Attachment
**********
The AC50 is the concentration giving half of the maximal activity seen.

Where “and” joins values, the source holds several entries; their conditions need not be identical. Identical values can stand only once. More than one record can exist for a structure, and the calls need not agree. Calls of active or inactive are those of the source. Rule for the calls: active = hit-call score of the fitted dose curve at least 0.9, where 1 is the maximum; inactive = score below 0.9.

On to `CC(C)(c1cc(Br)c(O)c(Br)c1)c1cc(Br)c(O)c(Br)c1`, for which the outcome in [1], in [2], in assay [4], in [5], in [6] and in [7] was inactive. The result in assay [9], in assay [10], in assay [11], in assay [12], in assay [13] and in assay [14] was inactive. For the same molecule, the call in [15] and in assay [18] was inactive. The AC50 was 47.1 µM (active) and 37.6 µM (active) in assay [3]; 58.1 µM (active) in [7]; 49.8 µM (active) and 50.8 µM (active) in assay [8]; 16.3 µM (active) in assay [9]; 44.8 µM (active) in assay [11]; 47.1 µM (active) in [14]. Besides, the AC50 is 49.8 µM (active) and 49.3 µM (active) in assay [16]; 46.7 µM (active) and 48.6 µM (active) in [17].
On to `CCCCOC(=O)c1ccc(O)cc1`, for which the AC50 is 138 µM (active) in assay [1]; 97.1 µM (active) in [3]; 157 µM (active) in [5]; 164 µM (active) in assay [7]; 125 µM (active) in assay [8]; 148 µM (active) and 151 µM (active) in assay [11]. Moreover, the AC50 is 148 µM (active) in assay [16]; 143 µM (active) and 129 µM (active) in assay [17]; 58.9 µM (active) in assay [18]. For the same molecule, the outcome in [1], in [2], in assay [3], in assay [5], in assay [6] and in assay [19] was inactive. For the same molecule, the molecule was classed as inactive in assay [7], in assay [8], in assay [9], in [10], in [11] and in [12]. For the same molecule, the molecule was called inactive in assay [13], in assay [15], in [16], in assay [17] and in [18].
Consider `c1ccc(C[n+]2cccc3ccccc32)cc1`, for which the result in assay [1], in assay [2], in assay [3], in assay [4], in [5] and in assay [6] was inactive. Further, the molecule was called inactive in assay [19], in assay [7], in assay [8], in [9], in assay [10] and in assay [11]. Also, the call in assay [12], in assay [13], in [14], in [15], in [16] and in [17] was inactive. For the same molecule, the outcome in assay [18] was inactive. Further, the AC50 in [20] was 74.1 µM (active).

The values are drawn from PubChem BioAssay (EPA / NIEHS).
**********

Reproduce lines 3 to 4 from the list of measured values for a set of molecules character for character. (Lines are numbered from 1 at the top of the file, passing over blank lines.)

On to `CC(C)(c1cc(Br)c(O)c(Br)c1)c1cc(Br)c(O)c(Br)c1`, for which the outcome in [1], in [2], in assay [4], in [5], in [6] and in [7] was inactive. The result in assay [9], in assay [10], in assay [11], in assay [12], in assay [13] and in assay [14] was inactive. For the same molecule, the call in [15] and in assay [18] was inactive. The AC50 was 47.1 µM (active) and 37.6 µM (active) in assay [3]; 58.1 µM (active) in [7]; 49.8 µM (active) and 50.8 µM (active) in assay [8]; 16.3 µM (active) in assay [9]; 44.8 µM (active) in assay [11]; 47.1 µM (active) in [14]. Besides, the AC50 is 49.8 µM (active) and 49.3 µM (active) in assay [16]; 46.7 µM (active) and 48.6 µM (active) in [17].
On to `CCCCOC(=O)c1ccc(O)cc1`, for which the AC50 is 138 µM (active) in assay [1]; 97.1 µM (active) in [3]; 157 µM (active) in [5]; 164 µM (active) in assay [7]; 125 µM (active) in assay [8]; 148 µM (active) and 151 µM (active) in assay [11]. Moreover, the AC50 is 148 µM (active) in assay [16]; 143 µM (active) and 129 µM (active) in assay [17]; 58.9 µM (active) in assay [18]. For the same molecule, the outcome in [1], in [2], in assay [3], in assay [5], in assay [6] and in assay [19] was inactive. For the same molecule, the molecule was classed as inactive in assay [7], in assay [8], in assay [9], in [10], in [11] and in [12]. For the same molecule, the molecule was called inactive in assay [13], in assay [15], in [16], in assay [17] and in [18].